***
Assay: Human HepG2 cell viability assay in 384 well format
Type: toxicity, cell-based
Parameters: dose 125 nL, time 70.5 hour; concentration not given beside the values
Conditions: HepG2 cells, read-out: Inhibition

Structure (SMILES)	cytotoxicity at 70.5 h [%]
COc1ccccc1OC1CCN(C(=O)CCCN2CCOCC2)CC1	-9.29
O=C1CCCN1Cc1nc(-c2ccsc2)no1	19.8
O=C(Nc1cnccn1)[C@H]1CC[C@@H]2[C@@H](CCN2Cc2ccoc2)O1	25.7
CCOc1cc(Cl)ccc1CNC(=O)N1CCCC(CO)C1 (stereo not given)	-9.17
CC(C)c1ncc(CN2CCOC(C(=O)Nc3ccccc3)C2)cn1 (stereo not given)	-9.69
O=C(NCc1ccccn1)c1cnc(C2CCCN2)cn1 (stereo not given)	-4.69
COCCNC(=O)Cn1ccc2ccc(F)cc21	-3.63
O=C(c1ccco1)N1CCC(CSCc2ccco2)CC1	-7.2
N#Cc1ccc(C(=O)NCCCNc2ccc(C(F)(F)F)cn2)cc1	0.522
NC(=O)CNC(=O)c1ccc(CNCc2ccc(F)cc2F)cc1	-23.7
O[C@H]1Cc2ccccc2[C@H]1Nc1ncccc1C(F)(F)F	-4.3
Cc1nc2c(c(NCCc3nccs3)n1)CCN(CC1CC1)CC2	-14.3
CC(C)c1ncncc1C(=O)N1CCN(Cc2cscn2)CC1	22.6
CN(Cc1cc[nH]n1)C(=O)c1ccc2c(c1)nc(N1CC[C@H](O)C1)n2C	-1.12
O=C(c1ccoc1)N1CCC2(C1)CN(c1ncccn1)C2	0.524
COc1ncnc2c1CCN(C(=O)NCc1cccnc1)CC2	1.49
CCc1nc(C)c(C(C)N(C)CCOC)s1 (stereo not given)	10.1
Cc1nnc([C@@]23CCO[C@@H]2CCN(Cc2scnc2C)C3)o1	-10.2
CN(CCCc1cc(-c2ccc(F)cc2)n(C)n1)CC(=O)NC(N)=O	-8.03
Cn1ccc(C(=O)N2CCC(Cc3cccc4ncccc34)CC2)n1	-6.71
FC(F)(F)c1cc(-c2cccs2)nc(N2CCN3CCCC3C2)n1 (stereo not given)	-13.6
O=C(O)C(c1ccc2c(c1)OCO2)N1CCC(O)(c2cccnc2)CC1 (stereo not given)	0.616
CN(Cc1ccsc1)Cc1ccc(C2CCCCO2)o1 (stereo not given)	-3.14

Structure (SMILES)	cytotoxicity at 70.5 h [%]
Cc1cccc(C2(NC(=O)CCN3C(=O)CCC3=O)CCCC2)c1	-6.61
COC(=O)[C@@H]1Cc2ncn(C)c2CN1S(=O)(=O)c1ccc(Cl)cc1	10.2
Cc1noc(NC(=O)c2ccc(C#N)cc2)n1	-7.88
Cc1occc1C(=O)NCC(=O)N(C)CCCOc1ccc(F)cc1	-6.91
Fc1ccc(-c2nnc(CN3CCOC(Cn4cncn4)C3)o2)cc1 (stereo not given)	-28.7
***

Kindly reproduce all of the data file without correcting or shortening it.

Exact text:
Assay: Human HepG2 cell viability assay in 384 well format
Type: toxicity, cell-based
Parameters: dose 125 nL, time 70.5 hour; concentration not given beside the values
Conditions: HepG2 cells, read-out: Inhibition

Structure (SMILES)	cytotoxicity at 70.5 h [%]
COc1ccccc1OC1CCN(C(=O)CCCN2CCOCC2)CC1	-9.29
O=C1CCCN1Cc1nc(-c2ccsc2)no1	19.8
O=C(Nc1cnccn1)[C@H]1CC[C@@H]2[C@@H](CCN2Cc2ccoc2)O1	25.7
CCOc1cc(Cl)ccc1CNC(=O)N1CCCC(CO)C1 (stereo not given)	-9.17
CC(C)c1ncc(CN2CCOC(C(=O)Nc3ccccc3)C2)cn1 (stereo not given)	-9.69
O=C(NCc1ccccn1)c1cnc(C2CCCN2)cn1 (stereo not given)	-4.69
COCCNC(=O)Cn1ccc2ccc(F)cc21	-3.63
O=C(c1ccco1)N1CCC(CSCc2ccco2)CC1	-7.2
N#Cc1ccc(C(=O)NCCCNc2ccc(C(F)(F)F)cn2)cc1	0.522
NC(=O)CNC(=O)c1ccc(CNCc2ccc(F)cc2F)cc1	-23.7
O[C@H]1Cc2ccccc2[C@H]1Nc1ncccc1C(F)(F)F	-4.3
Cc1nc2c(c(NCCc3nccs3)n1)CCN(CC1CC1)CC2	-14.3
CC(C)c1ncncc1C(=O)N1CCN(Cc2cscn2)CC1	22.6
CN(Cc1cc[nH]n1)C(=O)c1ccc2c(c1)nc(N1CC[C@H](O)C1)n2C	-1.12
O=C(c1ccoc1)N1CCC2(C1)CN(c1ncccn1)C2	0.524
COc1ncnc2c1CCN(C(=O)NCc1cccnc1)CC2	1.49
CCc1nc(C)c(C(C)N(C)CCOC)s1 (stereo not given)	10.1
Cc1nnc([C@@]23CCO[C@@H]2CCN(Cc2scnc2C)C3)o1	-10.2
CN(CCCc1cc(-c2ccc(F)cc2)n(C)n1)CC(=O)NC(N)=O	-8.03
Cn1ccc(C(=O)N2CCC(Cc3cccc4ncccc34)CC2)n1	-6.71
FC(F)(F)c1cc(-c2cccs2)nc(N2CCN3CCCC3C2)n1 (stereo not given)	-13.6
O=C(O)C(c1ccc2c(c1)OCO2)N1CCC(O)(c2cccnc2)CC1 (stereo not given)	0.616
CN(Cc1ccsc1)Cc1ccc(C2CCCCO2)o1 (stereo not given)	-3.14

Structure (SMILES)	cytotoxicity at 70.5 h [%]
Cc1cccc(C2(NC(=O)CCN3C(=O)CCC3=O)CCCC2)c1	-6.61
COC(=O)[C@@H]1Cc2ncn(C)c2CN1S(=O)(=O)c1ccc(Cl)cc1	10.2
Cc1noc(NC(=O)c2ccc(C#N)cc2)n1	-7.88
Cc1occc1C(=O)NCC(=O)N(C)CCCOc1ccc(F)cc1	-6.91
Fc1ccc(-c2nnc(CN3CCOC(Cn4cncn4)C3)o2)cc1 (stereo not given)	-28.7